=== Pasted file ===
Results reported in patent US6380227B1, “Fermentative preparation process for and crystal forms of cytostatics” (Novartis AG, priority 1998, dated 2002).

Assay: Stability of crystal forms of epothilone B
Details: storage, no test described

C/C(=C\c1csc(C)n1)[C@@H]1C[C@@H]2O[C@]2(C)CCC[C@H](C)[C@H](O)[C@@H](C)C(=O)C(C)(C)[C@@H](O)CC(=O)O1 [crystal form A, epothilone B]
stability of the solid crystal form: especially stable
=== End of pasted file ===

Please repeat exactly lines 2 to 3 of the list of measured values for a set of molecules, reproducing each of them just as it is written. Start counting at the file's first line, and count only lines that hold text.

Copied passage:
Assay: Stability of crystal forms of epothilone B
Details: storage, no test described